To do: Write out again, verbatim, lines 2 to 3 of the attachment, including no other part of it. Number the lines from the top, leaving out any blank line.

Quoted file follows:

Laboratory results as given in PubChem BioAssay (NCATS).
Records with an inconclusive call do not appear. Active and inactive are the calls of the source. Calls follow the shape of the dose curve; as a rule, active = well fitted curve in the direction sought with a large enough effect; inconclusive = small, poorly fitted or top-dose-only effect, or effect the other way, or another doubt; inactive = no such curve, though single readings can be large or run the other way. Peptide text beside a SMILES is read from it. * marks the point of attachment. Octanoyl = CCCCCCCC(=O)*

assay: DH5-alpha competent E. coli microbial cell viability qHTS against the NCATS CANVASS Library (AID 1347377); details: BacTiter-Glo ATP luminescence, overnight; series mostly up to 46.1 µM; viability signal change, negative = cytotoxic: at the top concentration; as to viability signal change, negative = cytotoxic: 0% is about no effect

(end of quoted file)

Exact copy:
Records with an inconclusive call do not appear. Active and inactive are the calls of the source. Calls follow the shape of the dose curve; as a rule, active = well fitted curve in the direction sought with a large enough effect; inconclusive = small, poorly fitted or top-dose-only effect, or effect the other way, or another doubt; inactive = no such curve, though single readings can be large or run the other way. Peptide text beside a SMILES is read from it. * marks the point of attachment. Octanoyl = CCCCCCCC(=O)*

assay: DH5-alpha competent E. coli microbial cell viability qHTS against the NCATS CANVASS Library (AID 1347377); details: BacTiter-Glo ATP luminescence, overnight; series mostly up to 46.1 µM; viability signal change, negative = cytotoxic: at the top concentration; as to viability signal change, negative = cytotoxic: 0% is about no effect